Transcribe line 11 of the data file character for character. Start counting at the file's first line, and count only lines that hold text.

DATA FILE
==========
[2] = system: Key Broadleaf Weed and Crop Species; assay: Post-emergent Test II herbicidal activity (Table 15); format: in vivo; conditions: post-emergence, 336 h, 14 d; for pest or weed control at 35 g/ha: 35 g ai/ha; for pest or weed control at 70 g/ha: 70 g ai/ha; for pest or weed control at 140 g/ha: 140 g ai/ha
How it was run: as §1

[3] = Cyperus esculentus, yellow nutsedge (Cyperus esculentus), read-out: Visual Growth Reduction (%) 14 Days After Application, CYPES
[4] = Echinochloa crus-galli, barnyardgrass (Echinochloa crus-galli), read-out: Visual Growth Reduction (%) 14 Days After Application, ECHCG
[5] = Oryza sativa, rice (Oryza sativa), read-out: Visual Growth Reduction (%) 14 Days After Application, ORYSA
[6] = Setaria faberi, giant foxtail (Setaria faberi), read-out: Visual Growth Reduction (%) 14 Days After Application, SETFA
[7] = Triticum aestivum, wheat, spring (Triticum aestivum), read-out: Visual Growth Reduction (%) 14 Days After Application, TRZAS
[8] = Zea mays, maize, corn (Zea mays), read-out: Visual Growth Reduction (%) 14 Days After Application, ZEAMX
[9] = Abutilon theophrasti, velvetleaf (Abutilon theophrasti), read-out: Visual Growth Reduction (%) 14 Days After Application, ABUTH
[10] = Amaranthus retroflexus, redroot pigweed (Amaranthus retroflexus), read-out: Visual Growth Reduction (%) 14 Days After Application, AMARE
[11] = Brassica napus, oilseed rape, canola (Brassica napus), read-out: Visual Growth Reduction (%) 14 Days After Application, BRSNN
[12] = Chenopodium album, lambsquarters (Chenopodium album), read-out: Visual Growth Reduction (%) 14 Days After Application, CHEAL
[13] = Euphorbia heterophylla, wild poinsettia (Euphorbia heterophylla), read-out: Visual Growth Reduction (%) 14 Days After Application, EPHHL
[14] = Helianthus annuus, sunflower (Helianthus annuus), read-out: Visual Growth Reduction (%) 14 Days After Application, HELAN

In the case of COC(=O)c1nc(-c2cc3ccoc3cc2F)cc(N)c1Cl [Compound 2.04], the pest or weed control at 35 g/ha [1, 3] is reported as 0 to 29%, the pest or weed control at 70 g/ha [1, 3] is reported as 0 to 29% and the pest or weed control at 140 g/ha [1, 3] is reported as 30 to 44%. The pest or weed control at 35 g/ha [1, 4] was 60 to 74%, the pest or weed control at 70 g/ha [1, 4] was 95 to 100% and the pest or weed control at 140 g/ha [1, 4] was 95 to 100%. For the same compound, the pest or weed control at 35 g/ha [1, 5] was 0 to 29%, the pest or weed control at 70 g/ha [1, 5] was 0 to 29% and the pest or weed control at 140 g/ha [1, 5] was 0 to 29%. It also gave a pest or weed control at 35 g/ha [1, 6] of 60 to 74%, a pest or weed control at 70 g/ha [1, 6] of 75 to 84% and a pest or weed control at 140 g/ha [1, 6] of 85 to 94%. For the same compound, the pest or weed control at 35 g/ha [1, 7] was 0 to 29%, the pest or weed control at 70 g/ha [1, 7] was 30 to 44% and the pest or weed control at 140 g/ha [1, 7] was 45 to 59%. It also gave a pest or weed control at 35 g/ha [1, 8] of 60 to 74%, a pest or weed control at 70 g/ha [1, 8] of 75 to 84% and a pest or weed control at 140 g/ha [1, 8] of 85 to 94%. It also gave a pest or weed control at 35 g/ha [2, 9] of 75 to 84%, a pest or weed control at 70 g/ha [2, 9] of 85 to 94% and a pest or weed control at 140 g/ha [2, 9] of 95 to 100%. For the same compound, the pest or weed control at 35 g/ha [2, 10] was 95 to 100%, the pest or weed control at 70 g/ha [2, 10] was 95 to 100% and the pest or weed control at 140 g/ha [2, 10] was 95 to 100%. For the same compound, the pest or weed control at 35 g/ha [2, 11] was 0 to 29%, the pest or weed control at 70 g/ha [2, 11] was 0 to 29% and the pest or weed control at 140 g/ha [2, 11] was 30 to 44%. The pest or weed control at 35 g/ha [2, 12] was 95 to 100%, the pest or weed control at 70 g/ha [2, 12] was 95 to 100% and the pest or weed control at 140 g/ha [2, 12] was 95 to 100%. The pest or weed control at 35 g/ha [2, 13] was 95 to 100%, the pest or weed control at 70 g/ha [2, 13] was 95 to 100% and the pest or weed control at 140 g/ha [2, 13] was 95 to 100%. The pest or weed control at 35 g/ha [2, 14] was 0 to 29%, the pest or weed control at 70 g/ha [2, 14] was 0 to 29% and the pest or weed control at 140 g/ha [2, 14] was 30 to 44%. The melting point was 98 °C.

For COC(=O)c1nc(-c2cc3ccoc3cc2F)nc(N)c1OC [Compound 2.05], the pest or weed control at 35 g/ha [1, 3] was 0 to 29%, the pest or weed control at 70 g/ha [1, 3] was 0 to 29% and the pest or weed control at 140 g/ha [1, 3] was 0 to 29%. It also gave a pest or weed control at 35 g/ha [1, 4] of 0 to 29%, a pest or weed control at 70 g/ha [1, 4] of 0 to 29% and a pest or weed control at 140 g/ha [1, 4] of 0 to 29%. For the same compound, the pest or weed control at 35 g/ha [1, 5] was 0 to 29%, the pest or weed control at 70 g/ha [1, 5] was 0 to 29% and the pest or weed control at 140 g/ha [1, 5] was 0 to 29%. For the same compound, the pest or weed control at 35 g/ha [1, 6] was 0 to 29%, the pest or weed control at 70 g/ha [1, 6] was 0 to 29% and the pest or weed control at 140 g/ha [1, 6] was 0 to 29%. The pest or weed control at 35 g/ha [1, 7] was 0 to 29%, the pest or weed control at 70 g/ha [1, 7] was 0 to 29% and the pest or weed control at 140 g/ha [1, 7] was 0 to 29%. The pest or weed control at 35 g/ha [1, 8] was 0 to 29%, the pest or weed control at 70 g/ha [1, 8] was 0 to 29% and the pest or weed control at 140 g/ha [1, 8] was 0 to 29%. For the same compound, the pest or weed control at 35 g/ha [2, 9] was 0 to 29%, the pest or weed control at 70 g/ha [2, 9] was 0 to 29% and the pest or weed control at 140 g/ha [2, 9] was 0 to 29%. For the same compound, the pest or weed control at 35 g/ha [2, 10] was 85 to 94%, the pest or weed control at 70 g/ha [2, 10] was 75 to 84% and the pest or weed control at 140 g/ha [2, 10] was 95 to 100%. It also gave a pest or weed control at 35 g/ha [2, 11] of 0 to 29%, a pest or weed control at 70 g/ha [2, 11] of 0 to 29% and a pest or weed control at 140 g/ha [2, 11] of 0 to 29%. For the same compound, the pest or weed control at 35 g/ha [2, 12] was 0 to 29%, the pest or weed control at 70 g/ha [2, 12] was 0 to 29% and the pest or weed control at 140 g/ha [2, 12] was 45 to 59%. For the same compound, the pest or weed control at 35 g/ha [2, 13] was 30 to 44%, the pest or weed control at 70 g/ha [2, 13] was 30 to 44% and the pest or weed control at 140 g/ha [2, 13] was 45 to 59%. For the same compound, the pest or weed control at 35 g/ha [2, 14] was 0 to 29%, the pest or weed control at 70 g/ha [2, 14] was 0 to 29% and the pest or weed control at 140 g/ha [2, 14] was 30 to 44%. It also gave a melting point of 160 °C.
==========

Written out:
[11] = Brassica napus, oilseed rape, canola (Brassica napus), read-out: Visual Growth Reduction (%) 14 Days After Application, BRSNN